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Acupuncture for Fertility: Nourishing the Yin to Improve Conception

At Shady Grove Fertility’s Wellness Center, I have had the pleasure of helping women throughout their fertility journey and transition to motherhood. Every day, our Wellness Center patients ask me what they can do to increase their chances of having a successful intrauterine insemination (IUI) or in vitro fertilization (IVF) cycle, or what they can do to improve their chances of conception. In almost every case, this turns in to a conversation about Nourishing the Yin.

What Does Acupuncture for Fertility Affect My Likelihood of Getting Pregnant?

In Traditional Chinese Medicine, a primary goal of acupuncture is to help the patient balance the four substances: qi, blood, yin, and yang. Qi and blood are what I often refer to as the first ‘x and y axis,’ where qi is the energetic component of the body, the driving force that moves through the meridian system. Blood represents all the blood and material makeup of the body. Yin and yang are another ‘x and y axis’ that sounds like an easy concept but we can get more specific about that when we are working on fertility. If you are already taking advantage of acupuncture at Shady grove Fertility’s Wellness Center, you most likely have heard a quick mini-lecture on building fluids and nourishing the yin. At the Wellness Center, this is one of the most important things that we will work on with you—using nutrition, yoga, massage, and acupuncture to nourish your yin and help support you in your journey to conception.

The Role of the Yin

Let’s talk about the yin and what it means. Yin is conceptually restfulness, slowness, quietness, and intrinsically feminine. Yin represents ‘going within,’ winter, darkness, and nighttime. Yin also represents the fluids of the body. From a biomedical point of view, you can think of these fluids as blood, lymph, cerebral spinal fluid, synovial fluid, breast milk, and more.

As an acupuncturist it is a challenge to nourish the yin because we need the patient’s full participation, and we cannot simply rely on the needles to do their work. Nourishing the yin must be a daily effort of replenishing fluids, getting enough rest, engaging in more restful activities, and practicing good nutrition as well. Nourishing the yin includes protecting one’s boundaries against over-stimulation, stress, and toxins found in the environment and foods.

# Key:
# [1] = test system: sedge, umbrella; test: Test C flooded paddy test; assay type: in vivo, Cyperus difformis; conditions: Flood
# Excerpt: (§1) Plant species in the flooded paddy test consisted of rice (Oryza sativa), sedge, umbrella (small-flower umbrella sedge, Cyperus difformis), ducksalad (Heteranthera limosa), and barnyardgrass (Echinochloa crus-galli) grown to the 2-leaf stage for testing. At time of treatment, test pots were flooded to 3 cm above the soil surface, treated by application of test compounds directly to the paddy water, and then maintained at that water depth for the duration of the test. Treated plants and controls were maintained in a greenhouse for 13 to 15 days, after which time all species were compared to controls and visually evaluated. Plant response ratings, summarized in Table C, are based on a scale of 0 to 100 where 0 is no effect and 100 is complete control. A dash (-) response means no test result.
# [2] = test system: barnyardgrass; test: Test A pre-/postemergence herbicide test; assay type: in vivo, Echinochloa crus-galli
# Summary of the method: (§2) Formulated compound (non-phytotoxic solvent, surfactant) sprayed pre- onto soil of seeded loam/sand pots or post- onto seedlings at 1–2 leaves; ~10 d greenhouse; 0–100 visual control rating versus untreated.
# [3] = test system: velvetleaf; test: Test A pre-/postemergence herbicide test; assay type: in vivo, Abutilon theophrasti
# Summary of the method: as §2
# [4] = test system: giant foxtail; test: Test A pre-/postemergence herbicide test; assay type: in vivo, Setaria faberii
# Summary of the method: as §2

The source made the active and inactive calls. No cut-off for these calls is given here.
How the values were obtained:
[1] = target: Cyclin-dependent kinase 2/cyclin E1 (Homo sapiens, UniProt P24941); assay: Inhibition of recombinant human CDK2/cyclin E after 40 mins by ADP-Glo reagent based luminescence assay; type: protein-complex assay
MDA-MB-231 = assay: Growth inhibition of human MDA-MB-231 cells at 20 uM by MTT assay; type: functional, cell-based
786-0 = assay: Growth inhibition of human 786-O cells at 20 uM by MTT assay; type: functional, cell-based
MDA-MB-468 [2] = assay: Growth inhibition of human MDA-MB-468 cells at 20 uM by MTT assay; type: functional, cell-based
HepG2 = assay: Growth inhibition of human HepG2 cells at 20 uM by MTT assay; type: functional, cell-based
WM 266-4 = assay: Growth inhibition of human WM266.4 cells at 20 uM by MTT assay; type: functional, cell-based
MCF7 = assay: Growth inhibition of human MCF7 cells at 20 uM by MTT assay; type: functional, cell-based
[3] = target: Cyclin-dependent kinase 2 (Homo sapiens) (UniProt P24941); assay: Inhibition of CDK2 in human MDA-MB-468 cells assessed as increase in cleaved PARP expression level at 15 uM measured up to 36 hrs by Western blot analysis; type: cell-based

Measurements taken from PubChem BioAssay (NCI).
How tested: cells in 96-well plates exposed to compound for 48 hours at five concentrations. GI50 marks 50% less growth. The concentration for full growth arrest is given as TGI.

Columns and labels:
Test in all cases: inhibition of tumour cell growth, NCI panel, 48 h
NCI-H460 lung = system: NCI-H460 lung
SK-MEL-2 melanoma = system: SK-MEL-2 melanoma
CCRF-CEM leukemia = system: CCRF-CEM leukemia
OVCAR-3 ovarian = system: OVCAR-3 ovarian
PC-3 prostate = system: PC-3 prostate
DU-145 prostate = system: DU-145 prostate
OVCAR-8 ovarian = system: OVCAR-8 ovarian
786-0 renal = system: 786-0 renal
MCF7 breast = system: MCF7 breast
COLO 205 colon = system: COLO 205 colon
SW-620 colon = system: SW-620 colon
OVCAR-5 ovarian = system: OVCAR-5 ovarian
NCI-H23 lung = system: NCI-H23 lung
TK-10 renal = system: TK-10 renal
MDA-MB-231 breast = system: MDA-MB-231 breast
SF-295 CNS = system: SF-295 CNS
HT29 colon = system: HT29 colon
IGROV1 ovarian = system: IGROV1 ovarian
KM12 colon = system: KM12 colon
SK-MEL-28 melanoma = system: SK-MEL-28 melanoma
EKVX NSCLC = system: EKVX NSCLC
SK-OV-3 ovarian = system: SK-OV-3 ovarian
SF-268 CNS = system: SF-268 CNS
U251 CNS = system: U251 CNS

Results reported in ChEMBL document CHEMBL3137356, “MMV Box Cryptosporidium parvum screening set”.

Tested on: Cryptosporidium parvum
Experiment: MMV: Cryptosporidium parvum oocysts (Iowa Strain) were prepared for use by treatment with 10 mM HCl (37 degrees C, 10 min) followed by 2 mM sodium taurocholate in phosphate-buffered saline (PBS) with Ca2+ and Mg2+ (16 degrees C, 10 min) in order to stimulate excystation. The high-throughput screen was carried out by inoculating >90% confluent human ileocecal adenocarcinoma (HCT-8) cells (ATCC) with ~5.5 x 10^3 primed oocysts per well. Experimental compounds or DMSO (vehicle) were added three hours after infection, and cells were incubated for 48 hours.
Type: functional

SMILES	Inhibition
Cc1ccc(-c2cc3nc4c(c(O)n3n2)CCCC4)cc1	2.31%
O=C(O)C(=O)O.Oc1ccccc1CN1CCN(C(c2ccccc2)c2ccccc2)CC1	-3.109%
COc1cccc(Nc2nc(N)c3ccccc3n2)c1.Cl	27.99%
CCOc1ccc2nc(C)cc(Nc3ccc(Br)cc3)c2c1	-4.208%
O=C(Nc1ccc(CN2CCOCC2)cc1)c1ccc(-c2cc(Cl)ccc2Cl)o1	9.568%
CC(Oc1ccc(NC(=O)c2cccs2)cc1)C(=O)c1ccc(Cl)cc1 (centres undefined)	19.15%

We can be proactive and nourish the yin as a mother-to-be, and especially during the ‘2 week wait.’  Having acupuncture within the first week after an IVF transfer or IUI is excellent. Taking the time to do an ‘Unwind the Mind’ Massage with one of our talented massage therapists is another excellent way to nourish the yin. We can also nourish the body fluids by making sure we are taking in enough water or trying our Pulling Down the Moon HOPE tea several times per day. Warming the body internally with healthy soup or bone broth is another good idea for nourishing the yin.

We can nourish the yin in actions—or rather ‘non-actions,’ too. Taking naps, limiting screen time, and taking breaks to do nothing at all will help. Being in nature and fresh air, meditating, or practicing gratitude is a wonderful experience. Limiting driving in bad weather or during heavy traffic hours, avoiding crowds, and avoiding rushing is also advised, as is going to bed early in the winter.

Foods for Nourishing the Yin

According to Chinese medicine, some of the foods that are great for nourishing yin and enhancing fertility include foods from this list that are unprocessed and gently cooked:

  • alfalfa sprouts, artichokes, asparagus, mung bean sprouts, peas, sweet potato, water chestnut, yams, cold climate root veggies like squash, dark leafy greens, avocado, zucchini, organic bone broth, beef (avoid beef and meats treated with hormones), chicken, pork,  wild salmon, and sustainably harvested deep ocean fish like sardines, grains and legumes: millet, barley,  quinoa, amaranth, seaweeds, micro-algae such as spirulina, black and kidney beans, fruits: persimmons, grapes, blackberry, raspberry, mulberry, bananas, watermelon, vegetables: beets, string beans

Written by: Erica Lessey, L.Ac., of Shady Grove Fertility’s Wellness Center

Our Wellness Center services do not replace advanced reproductive technology but rather support patients during their fertility journey. Our holistic practitioners are specially trained by infertility experts so that their approach to treatment addresses each patient’s individual needs.

Schedule an appointment at Shady Grove Fertility’s Wellness Center and learn more about nourishing the yin and the other holistic/complementary therapies that we offer. Call 301-610-7755 or email sgwellness@integramed.com.

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 To schedule an appointment with one of our physicians, please contact our New Patient Center at 1-877-971-7755 or complete our brief online form.

 

 

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